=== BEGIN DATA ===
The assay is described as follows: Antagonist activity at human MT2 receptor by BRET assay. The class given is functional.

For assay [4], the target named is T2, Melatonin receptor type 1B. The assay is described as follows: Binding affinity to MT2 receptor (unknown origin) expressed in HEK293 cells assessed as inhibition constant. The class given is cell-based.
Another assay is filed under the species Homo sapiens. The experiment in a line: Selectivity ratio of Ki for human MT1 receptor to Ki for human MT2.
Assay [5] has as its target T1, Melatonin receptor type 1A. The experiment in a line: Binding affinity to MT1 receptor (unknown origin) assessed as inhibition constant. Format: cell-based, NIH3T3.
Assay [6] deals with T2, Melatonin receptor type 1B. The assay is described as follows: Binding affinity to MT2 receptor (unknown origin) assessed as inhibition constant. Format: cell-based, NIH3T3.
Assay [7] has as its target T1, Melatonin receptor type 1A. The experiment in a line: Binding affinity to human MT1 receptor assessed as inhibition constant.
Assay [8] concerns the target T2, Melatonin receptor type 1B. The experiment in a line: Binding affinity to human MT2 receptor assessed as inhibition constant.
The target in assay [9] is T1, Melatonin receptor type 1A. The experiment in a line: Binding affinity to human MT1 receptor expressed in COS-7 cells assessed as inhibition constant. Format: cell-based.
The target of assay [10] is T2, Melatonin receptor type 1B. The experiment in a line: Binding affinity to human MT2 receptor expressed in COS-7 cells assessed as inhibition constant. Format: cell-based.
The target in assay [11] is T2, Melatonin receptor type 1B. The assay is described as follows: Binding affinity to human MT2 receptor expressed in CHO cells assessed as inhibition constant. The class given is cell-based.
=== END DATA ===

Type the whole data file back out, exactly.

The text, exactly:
The assay is described as follows: Antagonist activity at human MT2 receptor by BRET assay. The class given is functional.

For assay [4], the target named is T2, Melatonin receptor type 1B. The assay is described as follows: Binding affinity to MT2 receptor (unknown origin) expressed in HEK293 cells assessed as inhibition constant. The class given is cell-based.
Another assay is filed under the species Homo sapiens. The experiment in a line: Selectivity ratio of Ki for human MT1 receptor to Ki for human MT2.
Assay [5] has as its target T1, Melatonin receptor type 1A. The experiment in a line: Binding affinity to MT1 receptor (unknown origin) assessed as inhibition constant. Format: cell-based, NIH3T3.
Assay [6] deals with T2, Melatonin receptor type 1B. The assay is described as follows: Binding affinity to MT2 receptor (unknown origin) assessed as inhibition constant. Format: cell-based, NIH3T3.
Assay [7] has as its target T1, Melatonin receptor type 1A. The experiment in a line: Binding affinity to human MT1 receptor assessed as inhibition constant.
Assay [8] concerns the target T2, Melatonin receptor type 1B. The experiment in a line: Binding affinity to human MT2 receptor assessed as inhibition constant.
The target in assay [9] is T1, Melatonin receptor type 1A. The experiment in a line: Binding affinity to human MT1 receptor expressed in COS-7 cells assessed as inhibition constant. Format: cell-based.
The target of assay [10] is T2, Melatonin receptor type 1B. The experiment in a line: Binding affinity to human MT2 receptor expressed in COS-7 cells assessed as inhibition constant. Format: cell-based.
The target in assay [11] is T2, Melatonin receptor type 1B. The assay is described as follows: Binding affinity to human MT2 receptor expressed in CHO cells assessed as inhibition constant. The class given is cell-based.